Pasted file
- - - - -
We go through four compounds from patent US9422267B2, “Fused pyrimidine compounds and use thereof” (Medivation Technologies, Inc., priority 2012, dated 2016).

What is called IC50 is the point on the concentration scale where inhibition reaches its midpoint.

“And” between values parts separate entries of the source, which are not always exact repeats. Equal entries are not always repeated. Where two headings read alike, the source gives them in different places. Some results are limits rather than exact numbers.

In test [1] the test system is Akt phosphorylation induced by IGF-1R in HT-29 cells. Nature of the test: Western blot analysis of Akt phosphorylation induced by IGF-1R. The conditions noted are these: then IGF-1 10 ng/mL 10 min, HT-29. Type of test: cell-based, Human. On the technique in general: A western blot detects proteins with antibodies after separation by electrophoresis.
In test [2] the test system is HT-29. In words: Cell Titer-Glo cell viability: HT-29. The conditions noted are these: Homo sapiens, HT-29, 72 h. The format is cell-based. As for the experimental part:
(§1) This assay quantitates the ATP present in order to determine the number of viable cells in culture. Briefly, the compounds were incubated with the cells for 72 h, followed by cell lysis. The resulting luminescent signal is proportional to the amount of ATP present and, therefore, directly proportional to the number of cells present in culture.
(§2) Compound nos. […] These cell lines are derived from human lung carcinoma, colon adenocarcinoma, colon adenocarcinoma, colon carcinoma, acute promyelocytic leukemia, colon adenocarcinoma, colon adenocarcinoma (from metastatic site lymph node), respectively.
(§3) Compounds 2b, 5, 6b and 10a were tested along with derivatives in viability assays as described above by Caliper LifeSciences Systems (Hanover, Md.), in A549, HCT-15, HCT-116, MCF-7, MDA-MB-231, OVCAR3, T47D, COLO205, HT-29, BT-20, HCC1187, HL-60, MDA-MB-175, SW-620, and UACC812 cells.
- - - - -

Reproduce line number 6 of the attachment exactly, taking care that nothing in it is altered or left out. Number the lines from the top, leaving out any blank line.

(§1) This assay quantitates the ATP present in order to determine the number of viable cells in culture. Briefly, the compounds were incubated with the cells for 72 h, followed by cell lysis. The resulting luminescent signal is proportional to the amount of ATP present and, therefore, directly proportional to the number of cells present in culture.